Dorothy Johnstone’s Portrait of Cecile Walton of 1918 can lead the way in fashion for the outdoors, something we have not needed for months. Johnstone was born in Edinburgh and trained at Edinburgh College of Art where she later joined the teaching staff. She and Cecile Walton (1891-1956) became members of the Edinburgh Group exhibiting society.
In this celebration of their friendship, Walton is shown on a summer’s day, reclining amongst harvested hay. Her clothing symbolises her status as an emancipated woman. The brightly-striped skirt – or possibly more daring trousers – is worn above bright orange stockings. White brogues, a plain tunic and a lightly-patterned head scarf top and tail her ensemble. She looks relaxed, comfortable and stylish. What more could we wish for?
Let us hope that our post-lockdown social life requires evening dress as chic as that in The Parasol and Pierrot of 1922 by John Purvis (1885-1961). Purvis was born in Perth and studied at Glasgow School of Art. He established a practice in Dundee and taught at what is now called Duncan of Jordanstone College of Art and Design in the city for virtually his entire professional life.
In this painting, a model with up-to-the-minute bobbed hair is shown in a daring off the shoulder gown. Its full-length design features a generous amount of material, depicted using broad, layered brushstrokes. They hint at colours from green to lilac as well as to the woman’s body underneath. Much is made of her uncovered skin, lit from our left by a suggestive low light. Her right arm reaches down to the head of a pierrot, there to provide entertainment. He holds a finger to his mouth, implying secrecy. In her left hand, the woman holds a parasol, a fashionable accessory with connotations of a more traditional femininity. It is seen from below and is also reflected in a passage at the far right which verges on the abstract. The atmosphere is at once enigmatic and enticing, just like the woman’s outfit.
The Scottish Colourist John Duncan Fergusson’s La Terrasse, Dinard of 1931 provides tips for a summer wardrobe. Fergusson was born in Leith, near Edinburgh and had little formal training. He moved to Paris in 1907, cementing a lifelong love affair with France. This work was made in Brittany in the year the French state acquired one of his paintings, from a group exhibition of work by Scottish artists held at the Galerie Georges Petit in Paris.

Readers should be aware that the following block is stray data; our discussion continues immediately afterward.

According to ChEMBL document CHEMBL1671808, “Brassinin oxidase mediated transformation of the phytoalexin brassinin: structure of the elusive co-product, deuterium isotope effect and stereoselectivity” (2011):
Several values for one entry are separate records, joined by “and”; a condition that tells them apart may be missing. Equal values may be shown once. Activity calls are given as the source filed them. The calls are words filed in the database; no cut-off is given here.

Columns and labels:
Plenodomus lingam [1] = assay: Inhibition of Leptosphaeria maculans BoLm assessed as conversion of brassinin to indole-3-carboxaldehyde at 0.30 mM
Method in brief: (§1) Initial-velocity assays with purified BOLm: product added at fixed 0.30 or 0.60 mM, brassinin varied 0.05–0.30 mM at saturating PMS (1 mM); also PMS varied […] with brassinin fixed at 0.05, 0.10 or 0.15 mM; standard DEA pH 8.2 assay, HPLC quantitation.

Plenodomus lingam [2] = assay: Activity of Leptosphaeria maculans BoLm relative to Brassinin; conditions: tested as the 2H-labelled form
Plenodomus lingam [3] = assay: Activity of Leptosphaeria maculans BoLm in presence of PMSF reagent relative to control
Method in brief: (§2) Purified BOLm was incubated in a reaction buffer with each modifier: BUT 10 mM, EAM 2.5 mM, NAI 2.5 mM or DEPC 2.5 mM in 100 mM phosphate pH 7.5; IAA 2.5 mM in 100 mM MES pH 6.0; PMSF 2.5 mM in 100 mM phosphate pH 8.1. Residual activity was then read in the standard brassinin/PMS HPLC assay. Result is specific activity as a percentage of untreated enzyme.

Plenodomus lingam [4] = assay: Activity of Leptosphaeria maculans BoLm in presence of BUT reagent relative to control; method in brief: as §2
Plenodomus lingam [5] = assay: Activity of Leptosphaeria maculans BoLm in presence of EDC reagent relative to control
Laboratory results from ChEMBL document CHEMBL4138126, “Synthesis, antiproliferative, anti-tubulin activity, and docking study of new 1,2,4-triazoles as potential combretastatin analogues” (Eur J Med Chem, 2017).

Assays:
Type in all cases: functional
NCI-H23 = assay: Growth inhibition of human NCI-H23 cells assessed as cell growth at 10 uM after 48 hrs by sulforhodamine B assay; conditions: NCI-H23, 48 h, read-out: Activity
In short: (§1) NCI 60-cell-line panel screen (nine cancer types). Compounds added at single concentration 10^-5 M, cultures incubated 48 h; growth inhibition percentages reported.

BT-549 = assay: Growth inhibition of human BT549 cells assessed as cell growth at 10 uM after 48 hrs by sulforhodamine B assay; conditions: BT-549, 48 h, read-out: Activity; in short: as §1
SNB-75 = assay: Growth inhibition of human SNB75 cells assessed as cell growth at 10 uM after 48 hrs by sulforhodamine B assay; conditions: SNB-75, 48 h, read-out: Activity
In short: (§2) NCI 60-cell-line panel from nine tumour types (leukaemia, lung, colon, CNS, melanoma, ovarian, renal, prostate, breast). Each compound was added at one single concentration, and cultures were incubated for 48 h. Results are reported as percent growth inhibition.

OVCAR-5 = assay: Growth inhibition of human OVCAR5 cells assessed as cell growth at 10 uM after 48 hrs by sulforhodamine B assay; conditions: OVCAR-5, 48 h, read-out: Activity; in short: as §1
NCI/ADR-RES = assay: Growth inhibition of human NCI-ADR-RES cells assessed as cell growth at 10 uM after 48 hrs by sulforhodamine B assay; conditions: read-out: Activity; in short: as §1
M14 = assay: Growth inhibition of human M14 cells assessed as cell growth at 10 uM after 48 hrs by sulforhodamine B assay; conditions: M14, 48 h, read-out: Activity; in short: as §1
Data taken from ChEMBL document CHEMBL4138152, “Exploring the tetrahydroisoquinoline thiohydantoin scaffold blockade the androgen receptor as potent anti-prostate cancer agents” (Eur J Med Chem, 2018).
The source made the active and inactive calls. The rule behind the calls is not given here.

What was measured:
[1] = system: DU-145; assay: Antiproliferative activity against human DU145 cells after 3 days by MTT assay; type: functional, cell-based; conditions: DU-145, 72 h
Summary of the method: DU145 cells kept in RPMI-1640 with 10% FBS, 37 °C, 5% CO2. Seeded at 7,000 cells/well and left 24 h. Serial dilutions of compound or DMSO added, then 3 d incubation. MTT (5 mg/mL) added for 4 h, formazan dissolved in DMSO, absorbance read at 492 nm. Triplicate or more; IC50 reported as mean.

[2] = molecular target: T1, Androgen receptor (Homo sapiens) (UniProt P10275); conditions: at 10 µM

Four women are seen on a terrace under bright sunshine. Loosely applied watercolour suggests light, full-length dresses, or long skirts and protective shawls. Areas of the white paper are left bare throughout to provide form, not least in their outfits. Rich tones of deep orange and blue suggest pattern and volume in the informal styling suited to high summer.
Finally, Pat Douthwaite brings us to a more recent fashion era in her The Red Cat. Douthwaite was born in Glasgow and met Fergusson through attending classes run in the city by his partner, the dance pioneer Margaret Morris (1891-1980). He encouraged her to become a painter, but discouraged her from attending art school. She left Scotland in 1958 and spent much of her life abroad, before finally settling in Dundee. This painting is a pas de deux between the striking cat of the title and its female companion.
Simplification of form and flattening of space are extreme in a canvas which is two-thirds black. The eye is drawn to the stylized patterning of the woman’s long-sleeved shift dress. Rudimentary white flowers match her skin tone and give no hint of the body which they cover from rounded neck-line to just below the knee. The style is as sharp and unfussy as her haircut, neither feminine nor feminist but arresting in a way which does not depend on sexuality; this may be welcome after the home snacking and limited exercising of lockdown.
Alice Strang is a Curator and Art Historian of Modern and Contemporary Art